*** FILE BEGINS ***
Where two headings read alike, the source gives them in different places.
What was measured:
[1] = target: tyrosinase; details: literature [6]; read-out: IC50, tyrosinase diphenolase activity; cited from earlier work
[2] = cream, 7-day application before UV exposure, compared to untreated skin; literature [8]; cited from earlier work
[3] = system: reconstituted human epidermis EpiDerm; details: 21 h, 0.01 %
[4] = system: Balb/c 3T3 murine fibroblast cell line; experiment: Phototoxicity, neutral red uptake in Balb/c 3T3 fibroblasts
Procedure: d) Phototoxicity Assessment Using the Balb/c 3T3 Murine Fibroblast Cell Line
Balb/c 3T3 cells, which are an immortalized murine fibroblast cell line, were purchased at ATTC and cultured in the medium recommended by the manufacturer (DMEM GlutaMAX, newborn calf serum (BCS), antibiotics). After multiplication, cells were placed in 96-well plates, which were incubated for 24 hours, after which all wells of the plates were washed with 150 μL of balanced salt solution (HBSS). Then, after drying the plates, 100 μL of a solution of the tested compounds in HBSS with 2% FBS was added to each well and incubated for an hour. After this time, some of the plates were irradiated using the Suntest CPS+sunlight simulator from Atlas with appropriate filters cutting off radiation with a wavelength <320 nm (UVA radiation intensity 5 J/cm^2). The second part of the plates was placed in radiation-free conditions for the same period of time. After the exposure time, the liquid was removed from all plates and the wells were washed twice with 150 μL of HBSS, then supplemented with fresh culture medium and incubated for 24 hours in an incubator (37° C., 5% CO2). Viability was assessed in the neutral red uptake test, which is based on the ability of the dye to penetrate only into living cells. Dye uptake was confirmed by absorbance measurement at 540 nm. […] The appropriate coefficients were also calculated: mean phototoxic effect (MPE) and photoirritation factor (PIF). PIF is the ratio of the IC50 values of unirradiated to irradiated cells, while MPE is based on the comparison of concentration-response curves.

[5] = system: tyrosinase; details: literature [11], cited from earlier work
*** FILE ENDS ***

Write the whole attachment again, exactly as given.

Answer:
Where two headings read alike, the source gives them in different places.
What was measured:
[1] = target: tyrosinase; details: literature [6]; read-out: IC50, tyrosinase diphenolase activity; cited from earlier work
[2] = cream, 7-day application before UV exposure, compared to untreated skin; literature [8]; cited from earlier work
[3] = system: reconstituted human epidermis EpiDerm; details: 21 h, 0.01 %
[4] = system: Balb/c 3T3 murine fibroblast cell line; experiment: Phototoxicity, neutral red uptake in Balb/c 3T3 fibroblasts
Procedure: d) Phototoxicity Assessment Using the Balb/c 3T3 Murine Fibroblast Cell Line
Balb/c 3T3 cells, which are an immortalized murine fibroblast cell line, were purchased at ATTC and cultured in the medium recommended by the manufacturer (DMEM GlutaMAX, newborn calf serum (BCS), antibiotics). After multiplication, cells were placed in 96-well plates, which were incubated for 24 hours, after which all wells of the plates were washed with 150 μL of balanced salt solution (HBSS). Then, after drying the plates, 100 μL of a solution of the tested compounds in HBSS with 2% FBS was added to each well and incubated for an hour. After this time, some of the plates were irradiated using the Suntest CPS+sunlight simulator from Atlas with appropriate filters cutting off radiation with a wavelength <320 nm (UVA radiation intensity 5 J/cm^2). The second part of the plates was placed in radiation-free conditions for the same period of time. After the exposure time, the liquid was removed from all plates and the wells were washed twice with 150 μL of HBSS, then supplemented with fresh culture medium and incubated for 24 hours in an incubator (37° C., 5% CO2). Viability was assessed in the neutral red uptake test, which is based on the ability of the dye to penetrate only into living cells. Dye uptake was confirmed by absorbance measurement at 540 nm. […] The appropriate coefficients were also calculated: mean phototoxic effect (MPE) and photoirritation factor (PIF). PIF is the ratio of the IC50 values of unirradiated to irradiated cells, while MPE is based on the comparison of concentration-response curves.

[5] = system: tyrosinase; details: literature [11], cited from earlier work